Onboarding Your Boss
You have a new boss. Who has responsibility for getting her or him on board?
This is the third in a series of blog posts about onboarding. The prior two have covered onboarding yourself and onboarding a team. The notion of helping a boss get acclimated is a bit paradoxical, because it upends the traditional hierarchical view of the power relationship. Seen the usual way, the leader leads, is self-reliant and omniscient. In reality, many high level managers have confessed their inability to see down many levels into an organization as their focus becomes higher and broader, and they have moved from doing (hands-on participation) to deciding (often with information they get second hand).
When people get promoted it’s usually (though not always) for good reason. Increasingly, we’ve seen in technical companies that subject matter expertise can get someone a job managing people, which is an altogether different skill set. That’s a challenge for everyone. Even if your leader has leadership skills, it’s just a good practice to help her or him out, as you would with any newcomer to your group. Here are some tips to assist you.
Be subtle. Assuming you are the only wise native guide to the mysteries of your group will likely land you in trouble both with your peers and with your boss. These tips are designed to be carried out subtly, without your leaving a footprint in the snow.
Adapt more. In any successful relationship, there’s give and take. When onboarding a new boss, it’s wise to do more of the adaptation, and initially expect the leader not to change at all. Systems have a way of reacting. If, for example, the boss exerts the wrong kind of control over the group, through results in most situations over time the issue will become clear.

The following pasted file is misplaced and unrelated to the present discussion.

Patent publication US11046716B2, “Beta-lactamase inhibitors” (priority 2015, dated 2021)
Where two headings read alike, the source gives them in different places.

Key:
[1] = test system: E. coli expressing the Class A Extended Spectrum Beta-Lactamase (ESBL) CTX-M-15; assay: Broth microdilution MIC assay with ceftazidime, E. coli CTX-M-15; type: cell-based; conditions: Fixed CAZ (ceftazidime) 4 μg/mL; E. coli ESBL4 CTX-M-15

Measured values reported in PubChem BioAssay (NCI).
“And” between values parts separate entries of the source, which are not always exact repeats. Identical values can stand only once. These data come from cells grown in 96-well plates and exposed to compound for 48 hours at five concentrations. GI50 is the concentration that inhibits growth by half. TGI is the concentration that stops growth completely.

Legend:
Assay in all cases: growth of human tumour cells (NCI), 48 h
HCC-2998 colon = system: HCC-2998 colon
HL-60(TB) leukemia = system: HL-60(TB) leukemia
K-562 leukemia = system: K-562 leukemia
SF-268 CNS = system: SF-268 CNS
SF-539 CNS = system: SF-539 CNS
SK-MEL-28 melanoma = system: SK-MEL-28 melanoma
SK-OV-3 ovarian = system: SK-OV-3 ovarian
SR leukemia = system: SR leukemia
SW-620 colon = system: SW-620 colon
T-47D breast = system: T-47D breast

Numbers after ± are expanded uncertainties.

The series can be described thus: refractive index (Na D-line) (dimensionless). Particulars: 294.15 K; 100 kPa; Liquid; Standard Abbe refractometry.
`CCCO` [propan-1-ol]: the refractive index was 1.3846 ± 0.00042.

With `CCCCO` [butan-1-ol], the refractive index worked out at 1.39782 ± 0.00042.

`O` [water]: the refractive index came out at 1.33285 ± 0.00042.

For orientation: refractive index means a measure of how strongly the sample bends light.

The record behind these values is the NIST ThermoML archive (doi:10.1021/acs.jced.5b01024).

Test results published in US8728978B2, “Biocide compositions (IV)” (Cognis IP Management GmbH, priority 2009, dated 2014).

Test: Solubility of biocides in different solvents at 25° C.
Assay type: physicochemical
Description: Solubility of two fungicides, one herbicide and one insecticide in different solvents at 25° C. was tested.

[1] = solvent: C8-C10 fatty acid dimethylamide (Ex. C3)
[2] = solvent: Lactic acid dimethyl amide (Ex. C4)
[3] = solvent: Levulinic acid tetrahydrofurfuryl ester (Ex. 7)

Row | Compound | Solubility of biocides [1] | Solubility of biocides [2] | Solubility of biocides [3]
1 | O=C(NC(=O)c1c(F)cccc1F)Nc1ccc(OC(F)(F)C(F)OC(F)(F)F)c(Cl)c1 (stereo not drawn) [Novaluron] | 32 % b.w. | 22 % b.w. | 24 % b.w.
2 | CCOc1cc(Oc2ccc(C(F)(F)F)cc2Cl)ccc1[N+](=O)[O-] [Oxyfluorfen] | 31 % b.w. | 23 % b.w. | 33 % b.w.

Use learning style. This is not flattery, it’s common sense. And the best part is, no one knows you’re doing it. Review the 5 Dynamics resources on learning styles, and address your boss in the style(s) that work best for him or her. This applies to conversations, presentations, meetings, and documents.
Pick up the things that correspond to the leader’s lower Energies. If you sense that the boss is low in Examine, for example, weave into your work elements that include priorities, important details, objective decisions, and the like, so the boss won’t have to. This kind of complementary relationship is how you support any colleague in the 5 Dynamics way of working. Normally, once a leader figures this out, the reaction is relief.
Figure out the leader’s value system. Imagine a situation where a “hard charger” now runs a group that had been somewhat lackadaisical. Hollywood has made scores of movies about this. While this can cause pushback from the group, consider the boss’s value system (accountability and achievement) in the context of the Success/Satisfaction Cycle (in this case, Execute). It’s making the group better. Individuals’ impulses and drives can become much more palatable if considered in this light.
Get clear on what’s expected. Some people have unclear ways of asking for things. This can cause their colleagues to work on the wrong things, or create outcomes that aren’t “to spec”. Feed back what you think you heard, and check if you’re correct. Over time, both you and the new leader will self-adjust and sharpen the language, without your ever having to point it out.
Provide 5 Dynamics‘ pair reports. No surprise here! We hope 5 Dynamics is part of your team’s culture. Almost every team lead we’ve worked with has asked for leadership and peer to peer reports. The strongest ones schedule one-to-one sessions, using tools like the conversation guide, to get clear on people’s process. But this should not be unidirectional. Run versions where you are the boss’s “Leader”. (This means you are taking responsibility for the Energetic aspects of the relationship, and using this knowledge for positive influence.)
Ultimately, in the 21st century, work has become more hierarchical. While a holocracy is likely a pipedream, it doesn’t mean you cannot respectfully navigate onboarding someone above you to create a better outcome for yourself, the leader, and the enterprise that pays you both.
Do you have any advice? Please let us know.